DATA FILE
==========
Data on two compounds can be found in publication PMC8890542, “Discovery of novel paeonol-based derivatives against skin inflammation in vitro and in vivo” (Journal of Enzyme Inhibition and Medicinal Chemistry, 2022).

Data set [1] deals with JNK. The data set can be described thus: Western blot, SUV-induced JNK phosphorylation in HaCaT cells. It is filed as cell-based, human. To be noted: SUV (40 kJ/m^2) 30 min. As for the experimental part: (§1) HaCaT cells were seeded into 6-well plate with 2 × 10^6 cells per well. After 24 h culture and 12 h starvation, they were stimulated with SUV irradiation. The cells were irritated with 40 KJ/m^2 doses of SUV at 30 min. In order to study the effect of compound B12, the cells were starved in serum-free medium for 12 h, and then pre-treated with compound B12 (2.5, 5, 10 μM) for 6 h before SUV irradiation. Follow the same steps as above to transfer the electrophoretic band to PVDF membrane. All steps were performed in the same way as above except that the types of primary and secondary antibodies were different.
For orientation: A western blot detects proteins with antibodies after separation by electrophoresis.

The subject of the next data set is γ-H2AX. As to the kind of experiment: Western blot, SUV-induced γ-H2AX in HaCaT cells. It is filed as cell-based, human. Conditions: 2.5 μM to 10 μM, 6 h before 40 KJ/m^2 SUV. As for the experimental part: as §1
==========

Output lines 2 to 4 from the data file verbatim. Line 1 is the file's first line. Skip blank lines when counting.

Data set [1] deals with JNK. The data set can be described thus: Western blot, SUV-induced JNK phosphorylation in HaCaT cells. It is filed as cell-based, human. To be noted: SUV (40 kJ/m^2) 30 min. As for the experimental part: (§1) HaCaT cells were seeded into 6-well plate with 2 × 10^6 cells per well. After 24 h culture and 12 h starvation, they were stimulated with SUV irradiation. The cells were irritated with 40 KJ/m^2 doses of SUV at 30 min. In order to study the effect of compound B12, the cells were starved in serum-free medium for 12 h, and then pre-treated with compound B12 (2.5, 5, 10 μM) for 6 h before SUV irradiation. Follow the same steps as above to transfer the electrophoretic band to PVDF membrane. All steps were performed in the same way as above except that the types of primary and secondary antibodies were different.
For orientation: A western blot detects proteins with antibodies after separation by electrophoresis.

The subject of the next data set is γ-H2AX. As to the kind of experiment: Western blot, SUV-induced γ-H2AX in HaCaT cells. It is filed as cell-based, human. Conditions: 2.5 μM to 10 μM, 6 h before 40 KJ/m^2 SUV. As for the experimental part: as §1